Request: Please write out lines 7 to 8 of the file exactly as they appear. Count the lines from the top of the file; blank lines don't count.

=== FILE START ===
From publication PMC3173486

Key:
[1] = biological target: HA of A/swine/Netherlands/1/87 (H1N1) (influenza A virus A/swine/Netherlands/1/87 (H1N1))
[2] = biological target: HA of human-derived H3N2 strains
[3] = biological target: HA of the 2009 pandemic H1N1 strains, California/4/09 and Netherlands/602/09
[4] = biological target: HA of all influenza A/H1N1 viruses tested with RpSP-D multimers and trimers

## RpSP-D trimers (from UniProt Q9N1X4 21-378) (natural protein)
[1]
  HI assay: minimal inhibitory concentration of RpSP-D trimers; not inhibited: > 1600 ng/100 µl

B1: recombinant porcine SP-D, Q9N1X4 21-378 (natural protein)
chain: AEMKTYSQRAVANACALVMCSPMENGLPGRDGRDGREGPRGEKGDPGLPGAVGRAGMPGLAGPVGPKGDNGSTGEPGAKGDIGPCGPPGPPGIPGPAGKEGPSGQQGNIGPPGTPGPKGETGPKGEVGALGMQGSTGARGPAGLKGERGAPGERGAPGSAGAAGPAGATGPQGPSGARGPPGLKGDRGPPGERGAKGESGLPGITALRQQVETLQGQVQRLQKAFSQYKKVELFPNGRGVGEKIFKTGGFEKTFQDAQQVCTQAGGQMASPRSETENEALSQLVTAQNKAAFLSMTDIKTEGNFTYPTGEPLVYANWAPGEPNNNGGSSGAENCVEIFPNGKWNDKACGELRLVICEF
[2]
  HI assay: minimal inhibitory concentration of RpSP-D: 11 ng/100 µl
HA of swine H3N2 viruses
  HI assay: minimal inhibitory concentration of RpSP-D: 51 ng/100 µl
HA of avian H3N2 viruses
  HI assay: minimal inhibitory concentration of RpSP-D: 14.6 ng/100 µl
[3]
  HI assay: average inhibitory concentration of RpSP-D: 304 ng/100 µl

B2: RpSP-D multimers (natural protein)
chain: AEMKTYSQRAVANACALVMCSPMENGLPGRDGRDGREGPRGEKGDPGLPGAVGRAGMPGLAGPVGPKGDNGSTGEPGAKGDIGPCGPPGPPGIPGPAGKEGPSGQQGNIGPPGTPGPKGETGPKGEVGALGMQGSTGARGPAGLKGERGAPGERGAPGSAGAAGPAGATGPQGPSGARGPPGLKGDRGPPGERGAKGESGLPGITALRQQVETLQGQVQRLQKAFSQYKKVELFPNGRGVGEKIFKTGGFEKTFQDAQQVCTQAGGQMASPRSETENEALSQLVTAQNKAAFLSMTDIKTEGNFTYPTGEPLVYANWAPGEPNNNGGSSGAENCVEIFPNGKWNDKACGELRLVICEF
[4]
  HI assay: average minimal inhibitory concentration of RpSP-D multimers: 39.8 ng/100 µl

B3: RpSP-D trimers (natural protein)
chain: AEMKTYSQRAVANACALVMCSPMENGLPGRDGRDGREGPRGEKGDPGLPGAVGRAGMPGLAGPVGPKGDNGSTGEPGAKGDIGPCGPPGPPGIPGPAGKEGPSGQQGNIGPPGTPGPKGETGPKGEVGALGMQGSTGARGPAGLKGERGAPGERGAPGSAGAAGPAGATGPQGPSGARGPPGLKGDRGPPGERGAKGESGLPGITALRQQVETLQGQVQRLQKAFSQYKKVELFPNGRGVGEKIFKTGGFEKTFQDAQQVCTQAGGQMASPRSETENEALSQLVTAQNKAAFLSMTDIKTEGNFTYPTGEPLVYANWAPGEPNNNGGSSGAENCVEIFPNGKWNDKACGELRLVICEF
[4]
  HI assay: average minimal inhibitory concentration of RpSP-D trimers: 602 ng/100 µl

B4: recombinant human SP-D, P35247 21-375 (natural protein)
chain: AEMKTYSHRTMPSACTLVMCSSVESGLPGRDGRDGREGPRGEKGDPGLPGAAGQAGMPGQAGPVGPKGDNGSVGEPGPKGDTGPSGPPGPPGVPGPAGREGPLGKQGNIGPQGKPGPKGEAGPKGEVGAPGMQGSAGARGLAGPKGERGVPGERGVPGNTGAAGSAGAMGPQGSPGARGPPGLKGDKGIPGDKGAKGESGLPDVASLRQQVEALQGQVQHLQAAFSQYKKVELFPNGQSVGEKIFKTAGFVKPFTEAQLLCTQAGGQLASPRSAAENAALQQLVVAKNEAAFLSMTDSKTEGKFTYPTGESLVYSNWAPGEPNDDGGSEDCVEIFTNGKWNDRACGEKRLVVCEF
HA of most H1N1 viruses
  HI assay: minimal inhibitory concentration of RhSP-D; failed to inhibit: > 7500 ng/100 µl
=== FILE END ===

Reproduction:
## RpSP-D trimers (from UniProt Q9N1X4 21-378) (natural protein)
[1]